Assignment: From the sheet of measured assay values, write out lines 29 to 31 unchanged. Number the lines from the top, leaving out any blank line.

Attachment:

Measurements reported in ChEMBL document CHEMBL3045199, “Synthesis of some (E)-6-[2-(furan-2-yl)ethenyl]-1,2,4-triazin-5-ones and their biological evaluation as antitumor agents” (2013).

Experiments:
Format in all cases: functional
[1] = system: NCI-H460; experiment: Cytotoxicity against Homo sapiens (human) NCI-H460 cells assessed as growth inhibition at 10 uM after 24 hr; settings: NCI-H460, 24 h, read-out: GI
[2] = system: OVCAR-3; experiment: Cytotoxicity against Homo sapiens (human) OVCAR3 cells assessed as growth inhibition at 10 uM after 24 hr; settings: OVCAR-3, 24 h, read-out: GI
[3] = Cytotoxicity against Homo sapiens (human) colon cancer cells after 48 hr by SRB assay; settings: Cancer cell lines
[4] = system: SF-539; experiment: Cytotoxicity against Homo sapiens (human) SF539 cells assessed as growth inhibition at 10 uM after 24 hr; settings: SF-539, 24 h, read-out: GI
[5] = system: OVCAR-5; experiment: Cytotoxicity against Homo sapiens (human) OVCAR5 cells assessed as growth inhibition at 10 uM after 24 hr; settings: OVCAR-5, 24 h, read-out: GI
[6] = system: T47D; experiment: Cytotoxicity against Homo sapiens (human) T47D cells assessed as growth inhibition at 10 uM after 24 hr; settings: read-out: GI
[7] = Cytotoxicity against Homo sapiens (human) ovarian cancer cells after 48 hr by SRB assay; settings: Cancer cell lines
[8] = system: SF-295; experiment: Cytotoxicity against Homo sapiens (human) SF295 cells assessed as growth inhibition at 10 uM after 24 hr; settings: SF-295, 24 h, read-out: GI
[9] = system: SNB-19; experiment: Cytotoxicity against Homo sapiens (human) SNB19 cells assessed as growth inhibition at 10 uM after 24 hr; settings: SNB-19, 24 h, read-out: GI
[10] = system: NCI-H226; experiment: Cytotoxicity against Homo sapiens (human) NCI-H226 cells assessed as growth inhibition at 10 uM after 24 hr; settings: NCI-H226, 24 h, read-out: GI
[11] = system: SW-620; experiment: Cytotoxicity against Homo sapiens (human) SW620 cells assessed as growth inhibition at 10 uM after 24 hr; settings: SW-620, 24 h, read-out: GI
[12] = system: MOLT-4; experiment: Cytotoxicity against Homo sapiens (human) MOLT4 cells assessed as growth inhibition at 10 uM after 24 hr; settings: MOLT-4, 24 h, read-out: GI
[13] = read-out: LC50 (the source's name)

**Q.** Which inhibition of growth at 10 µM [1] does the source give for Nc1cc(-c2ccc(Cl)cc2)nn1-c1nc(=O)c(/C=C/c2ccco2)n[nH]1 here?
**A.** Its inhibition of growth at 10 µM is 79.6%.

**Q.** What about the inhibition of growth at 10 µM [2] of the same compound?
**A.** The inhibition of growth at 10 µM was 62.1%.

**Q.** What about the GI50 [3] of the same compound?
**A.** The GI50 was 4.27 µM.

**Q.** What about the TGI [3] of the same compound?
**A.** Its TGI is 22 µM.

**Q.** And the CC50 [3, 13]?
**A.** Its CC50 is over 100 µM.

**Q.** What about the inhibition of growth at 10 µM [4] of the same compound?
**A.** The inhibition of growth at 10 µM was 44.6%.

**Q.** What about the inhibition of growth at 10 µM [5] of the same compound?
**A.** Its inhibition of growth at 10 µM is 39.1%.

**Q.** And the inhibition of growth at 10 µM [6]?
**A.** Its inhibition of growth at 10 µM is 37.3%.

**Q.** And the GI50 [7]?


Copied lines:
**Q.** What about the inhibition of growth at 10 µM [5] of the same compound?
**A.** Its inhibition of growth at 10 µM is 39.1%.

**Q.** And the inhibition of growth at 10 µM [6]?